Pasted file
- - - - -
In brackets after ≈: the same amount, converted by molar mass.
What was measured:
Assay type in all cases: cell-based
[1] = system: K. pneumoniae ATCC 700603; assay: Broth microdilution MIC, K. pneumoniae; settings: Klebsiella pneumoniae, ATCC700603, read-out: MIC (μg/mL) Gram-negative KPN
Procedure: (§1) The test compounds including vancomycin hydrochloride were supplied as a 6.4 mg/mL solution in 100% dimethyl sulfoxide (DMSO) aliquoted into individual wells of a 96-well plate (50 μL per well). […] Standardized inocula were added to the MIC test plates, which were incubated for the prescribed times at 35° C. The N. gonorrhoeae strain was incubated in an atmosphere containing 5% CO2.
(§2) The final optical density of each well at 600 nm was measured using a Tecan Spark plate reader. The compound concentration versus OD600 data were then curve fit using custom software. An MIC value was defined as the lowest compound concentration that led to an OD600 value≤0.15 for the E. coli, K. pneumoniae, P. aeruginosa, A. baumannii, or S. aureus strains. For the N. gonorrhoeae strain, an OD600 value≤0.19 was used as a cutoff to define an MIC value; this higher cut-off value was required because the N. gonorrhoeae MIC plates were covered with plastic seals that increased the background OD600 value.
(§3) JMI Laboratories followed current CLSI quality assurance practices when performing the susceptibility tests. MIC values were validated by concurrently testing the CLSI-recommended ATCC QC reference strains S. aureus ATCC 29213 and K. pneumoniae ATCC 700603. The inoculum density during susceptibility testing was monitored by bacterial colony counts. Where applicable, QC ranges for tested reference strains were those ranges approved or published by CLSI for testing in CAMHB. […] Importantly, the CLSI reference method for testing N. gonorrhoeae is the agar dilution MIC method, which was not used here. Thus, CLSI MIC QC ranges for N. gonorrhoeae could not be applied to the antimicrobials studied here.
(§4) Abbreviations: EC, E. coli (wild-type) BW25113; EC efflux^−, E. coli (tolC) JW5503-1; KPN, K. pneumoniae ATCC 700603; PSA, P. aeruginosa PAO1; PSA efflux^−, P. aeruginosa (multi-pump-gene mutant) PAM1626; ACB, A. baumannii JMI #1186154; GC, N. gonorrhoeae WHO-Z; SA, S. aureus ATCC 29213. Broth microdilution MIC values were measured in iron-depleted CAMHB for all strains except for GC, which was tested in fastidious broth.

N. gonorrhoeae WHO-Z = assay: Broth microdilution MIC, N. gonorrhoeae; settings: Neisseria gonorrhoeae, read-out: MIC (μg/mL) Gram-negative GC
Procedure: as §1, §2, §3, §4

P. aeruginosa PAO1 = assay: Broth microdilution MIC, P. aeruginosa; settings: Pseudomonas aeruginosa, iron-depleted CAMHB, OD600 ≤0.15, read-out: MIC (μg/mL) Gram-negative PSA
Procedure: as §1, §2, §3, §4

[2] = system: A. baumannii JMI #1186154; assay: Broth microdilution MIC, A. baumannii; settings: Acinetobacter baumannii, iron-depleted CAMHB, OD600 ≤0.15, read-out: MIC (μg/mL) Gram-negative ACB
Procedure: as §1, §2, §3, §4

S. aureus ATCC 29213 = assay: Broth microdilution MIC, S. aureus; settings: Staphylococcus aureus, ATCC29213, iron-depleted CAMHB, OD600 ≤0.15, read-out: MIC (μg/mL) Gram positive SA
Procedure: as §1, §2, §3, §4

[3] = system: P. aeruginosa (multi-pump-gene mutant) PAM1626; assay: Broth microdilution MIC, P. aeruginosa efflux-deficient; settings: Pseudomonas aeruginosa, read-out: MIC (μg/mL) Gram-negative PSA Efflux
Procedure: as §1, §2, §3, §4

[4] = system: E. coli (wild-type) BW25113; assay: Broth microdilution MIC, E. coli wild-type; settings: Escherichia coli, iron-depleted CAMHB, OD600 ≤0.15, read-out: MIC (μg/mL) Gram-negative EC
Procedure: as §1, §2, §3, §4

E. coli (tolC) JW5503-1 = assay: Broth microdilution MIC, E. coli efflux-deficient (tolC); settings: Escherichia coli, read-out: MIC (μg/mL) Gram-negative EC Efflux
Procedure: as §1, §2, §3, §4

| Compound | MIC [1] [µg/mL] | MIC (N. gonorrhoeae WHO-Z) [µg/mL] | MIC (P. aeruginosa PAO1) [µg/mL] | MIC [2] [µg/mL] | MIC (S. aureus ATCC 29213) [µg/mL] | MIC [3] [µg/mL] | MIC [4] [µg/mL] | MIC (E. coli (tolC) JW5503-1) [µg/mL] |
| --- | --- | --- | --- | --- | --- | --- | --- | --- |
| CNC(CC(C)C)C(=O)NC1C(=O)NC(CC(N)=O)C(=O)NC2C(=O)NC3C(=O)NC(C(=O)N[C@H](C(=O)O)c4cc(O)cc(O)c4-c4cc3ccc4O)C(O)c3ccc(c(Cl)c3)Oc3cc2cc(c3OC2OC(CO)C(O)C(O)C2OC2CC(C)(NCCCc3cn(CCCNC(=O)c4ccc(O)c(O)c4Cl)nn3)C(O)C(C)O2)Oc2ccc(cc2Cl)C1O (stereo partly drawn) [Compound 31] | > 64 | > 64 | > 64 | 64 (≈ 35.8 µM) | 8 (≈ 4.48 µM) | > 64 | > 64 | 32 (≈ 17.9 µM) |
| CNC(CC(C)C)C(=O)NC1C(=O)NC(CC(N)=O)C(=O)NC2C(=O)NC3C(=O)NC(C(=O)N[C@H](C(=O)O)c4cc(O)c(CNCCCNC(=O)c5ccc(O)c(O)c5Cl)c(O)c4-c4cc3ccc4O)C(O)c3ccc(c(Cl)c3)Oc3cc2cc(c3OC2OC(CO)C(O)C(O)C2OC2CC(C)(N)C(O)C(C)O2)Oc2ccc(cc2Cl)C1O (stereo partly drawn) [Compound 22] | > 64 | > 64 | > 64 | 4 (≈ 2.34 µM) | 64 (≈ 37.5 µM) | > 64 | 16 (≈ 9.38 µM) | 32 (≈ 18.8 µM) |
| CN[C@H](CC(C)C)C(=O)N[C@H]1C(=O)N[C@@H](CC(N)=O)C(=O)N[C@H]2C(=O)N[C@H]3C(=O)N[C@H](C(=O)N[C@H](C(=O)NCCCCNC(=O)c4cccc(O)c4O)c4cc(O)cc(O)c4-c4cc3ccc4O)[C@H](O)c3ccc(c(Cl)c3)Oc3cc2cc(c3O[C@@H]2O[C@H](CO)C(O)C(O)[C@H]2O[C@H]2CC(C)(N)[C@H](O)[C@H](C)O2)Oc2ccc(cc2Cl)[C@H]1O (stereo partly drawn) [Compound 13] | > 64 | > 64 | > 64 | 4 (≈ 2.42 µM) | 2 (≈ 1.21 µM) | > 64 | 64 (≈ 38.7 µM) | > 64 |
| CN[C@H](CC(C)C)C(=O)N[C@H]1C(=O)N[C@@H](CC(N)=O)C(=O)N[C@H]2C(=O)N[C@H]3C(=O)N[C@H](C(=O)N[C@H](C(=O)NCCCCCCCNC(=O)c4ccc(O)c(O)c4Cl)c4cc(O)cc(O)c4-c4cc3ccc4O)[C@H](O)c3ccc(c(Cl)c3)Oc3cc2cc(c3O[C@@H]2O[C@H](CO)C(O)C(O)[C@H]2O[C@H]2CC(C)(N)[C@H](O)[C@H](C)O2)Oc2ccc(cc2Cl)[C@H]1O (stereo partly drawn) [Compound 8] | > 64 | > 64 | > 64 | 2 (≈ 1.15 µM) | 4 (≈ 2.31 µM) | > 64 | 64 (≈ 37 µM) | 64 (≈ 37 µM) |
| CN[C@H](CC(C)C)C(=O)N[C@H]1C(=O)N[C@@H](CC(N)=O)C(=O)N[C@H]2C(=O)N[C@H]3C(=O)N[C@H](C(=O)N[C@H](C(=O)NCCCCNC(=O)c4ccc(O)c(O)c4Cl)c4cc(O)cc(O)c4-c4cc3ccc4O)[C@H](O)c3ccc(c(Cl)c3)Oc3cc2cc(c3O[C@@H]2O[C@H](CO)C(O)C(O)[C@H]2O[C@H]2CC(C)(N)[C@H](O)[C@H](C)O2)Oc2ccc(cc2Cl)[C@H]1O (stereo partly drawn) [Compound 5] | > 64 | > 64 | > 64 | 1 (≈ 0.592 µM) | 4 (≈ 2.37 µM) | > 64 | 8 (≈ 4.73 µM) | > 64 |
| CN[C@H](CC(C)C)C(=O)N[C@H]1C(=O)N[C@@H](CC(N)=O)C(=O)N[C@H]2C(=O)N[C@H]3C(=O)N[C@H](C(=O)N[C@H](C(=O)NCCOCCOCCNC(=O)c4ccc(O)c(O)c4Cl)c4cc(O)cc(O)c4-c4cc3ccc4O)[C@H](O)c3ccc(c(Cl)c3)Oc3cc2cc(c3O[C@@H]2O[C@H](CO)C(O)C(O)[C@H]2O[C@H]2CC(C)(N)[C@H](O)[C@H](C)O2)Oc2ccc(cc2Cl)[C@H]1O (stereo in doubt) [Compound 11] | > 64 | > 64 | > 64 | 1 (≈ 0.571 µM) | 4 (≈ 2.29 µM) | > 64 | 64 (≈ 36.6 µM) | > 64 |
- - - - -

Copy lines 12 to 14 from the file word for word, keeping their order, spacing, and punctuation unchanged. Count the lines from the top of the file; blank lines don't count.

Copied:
Procedure: as §1, §2, §3, §4

[2] = system: A. baumannii JMI #1186154; assay: Broth microdilution MIC, A. baumannii; settings: Acinetobacter baumannii, iron-depleted CAMHB, OD600 ≤0.15, read-out: MIC (μg/mL) Gram-negative ACB
Procedure: as §1, §2, §3, §4